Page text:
Friday, February 26, 2010

Artifice and Artificiality in the Short Story: A Defense

In this week’s post, I ask your patience while I try to provide something of a theoretical context for my argument against “realism,” and for “artifice” in the previous post about drama and the short story.

In my opinion, there is nothing negative about the short story's artificiality. Why, when discussing an aesthetic object, should we take "artificiality" to be a bad word, especially the artificiality of unity and endings—two of the most important conventions of the short story form? Henry James, in his preface to Roderick Hudson, reminds us that stopping places in fiction are always artificial. As James puts it, since universally relations stop nowhere, "the exquisite problem of the artist is eternally to draw, by a geometry of his own, the circle within which they shall happily appear to do so." Similarly, critic J. Hillis Miller has noted that it is always impossible to tell whether a narrative is complete. If the ending is considered a tying up into a knot, the knot could always be united again; if the ending is considered an unraveling, a multitude of loose threads remain, all capable of being knotted again. This is why, Miller says, the best one can have is the "sense of an ending."

The coiner of that nicely-turned phrase, Frank Kermode, also reminds us, "We always underestimate the power of rhetorical and narrative gestures." Endings, says Kermode, "are always faked, as are all other parts of a narrative structure that impose metaphor on the metonymic sequence.” In other words, any time we arrange a narrative sequence to achieve a meaningful end we inevitably "fake" the ending. For this faking of an ending is the very act that makes meaning out of the "one-damned-thing-after-another" that meaningless events (as opposed to end-directed and meaningful discourse) always are; such faking thus constitutes the essence of narrative art.

Many critics have suggested that the faking of endings was primarily a negative characteristic of nineteenth-century short fiction; they are fond of citing such writers as Ambrose Bierce, Frank Stockton, and O. Henry as the chief culprits. Not until the work of Chekhov, Sherwood Anderson and Joyce, many critics like to claim, did the short story develop a "natural" structure that was "open-ended," reflecting a realistic "slice-of-life."

These critics ignore that at the very height of the so-called "artificial-ending" phase of the short story in America, writers were so aware of the formalized nature of short-story endings that they parodied this convention by making it the very subject of their stories. Moreover, in spite of all the praise for the realism of the modern short story, from the "slice-of-life" anecdotes of Anton Chekhov to the intense "hyperrealism" of Raymond Carver, the twentieth-century short story has remained highly formalized, artificial and metaphoric like its nineteenth-century antecedents. What has changed is that a new convention of the form developed to increase the illusion of everyday reality. From Chekhov to Sherwood Anderson to Bernard Malamud and finally to Raymond Carver, the short story has been bound to a highly artificial, rhetorically-determined unified structure, and therefore formalized ending, which depends upon the artificial devices of aesthetic reality.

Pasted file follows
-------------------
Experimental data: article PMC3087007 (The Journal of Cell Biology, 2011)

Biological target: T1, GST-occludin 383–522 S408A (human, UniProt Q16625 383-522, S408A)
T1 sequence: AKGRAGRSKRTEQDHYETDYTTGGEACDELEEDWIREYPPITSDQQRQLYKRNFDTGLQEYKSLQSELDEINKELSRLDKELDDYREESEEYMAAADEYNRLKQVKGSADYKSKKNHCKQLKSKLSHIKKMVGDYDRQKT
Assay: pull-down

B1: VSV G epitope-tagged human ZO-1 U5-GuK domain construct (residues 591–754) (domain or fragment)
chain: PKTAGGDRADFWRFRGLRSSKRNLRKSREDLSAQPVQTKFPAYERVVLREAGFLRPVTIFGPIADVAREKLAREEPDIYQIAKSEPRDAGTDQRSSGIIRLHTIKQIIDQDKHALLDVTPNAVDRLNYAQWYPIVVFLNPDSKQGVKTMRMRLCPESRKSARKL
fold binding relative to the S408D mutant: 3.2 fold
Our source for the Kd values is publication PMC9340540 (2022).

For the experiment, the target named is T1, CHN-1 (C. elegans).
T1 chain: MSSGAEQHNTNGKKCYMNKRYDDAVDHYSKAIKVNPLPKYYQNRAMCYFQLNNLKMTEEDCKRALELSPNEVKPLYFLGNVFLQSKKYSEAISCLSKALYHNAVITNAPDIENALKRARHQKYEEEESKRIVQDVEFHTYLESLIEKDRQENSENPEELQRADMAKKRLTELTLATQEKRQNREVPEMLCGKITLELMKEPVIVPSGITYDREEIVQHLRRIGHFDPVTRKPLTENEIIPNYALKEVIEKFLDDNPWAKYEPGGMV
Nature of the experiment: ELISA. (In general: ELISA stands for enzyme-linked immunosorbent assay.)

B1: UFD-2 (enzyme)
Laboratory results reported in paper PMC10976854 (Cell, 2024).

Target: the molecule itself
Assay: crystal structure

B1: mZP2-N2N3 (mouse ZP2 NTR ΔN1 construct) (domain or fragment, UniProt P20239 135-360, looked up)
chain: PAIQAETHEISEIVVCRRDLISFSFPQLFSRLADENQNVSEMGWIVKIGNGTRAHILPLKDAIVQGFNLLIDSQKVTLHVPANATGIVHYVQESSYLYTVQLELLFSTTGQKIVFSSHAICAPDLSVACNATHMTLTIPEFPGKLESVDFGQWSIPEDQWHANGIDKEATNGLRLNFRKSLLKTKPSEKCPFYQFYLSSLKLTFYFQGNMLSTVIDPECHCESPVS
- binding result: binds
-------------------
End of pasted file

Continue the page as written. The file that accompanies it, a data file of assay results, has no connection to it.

One of the primary characteristics of the modern short story ala Chekhov is the expression of a complex inner state by the presentation of selected concrete details rather than by the creation of a projective parabolic form or by the depiction of the contents of the mind of the character. Significant reality for short-story writers beginning with Chekhov is inner rather than outer, but the problem they have tried to solve is how to create an illusion of inner reality by focusing on external details only. The result is not simple realism, but rather a story that even as it seems a purely surface account of everyday reality takes on the artificial aura of a dream.

I suggest that a basic difference between the novel and the short story has to do with their use of detail. The novel gains assent to the reality of the work by the creation of enough detail to give the reader the illusion that he "knows" the experience, although of course he cannot know it in the same way that he knows actual experience. In the short story, however, detail is transformed into metaphoric significance.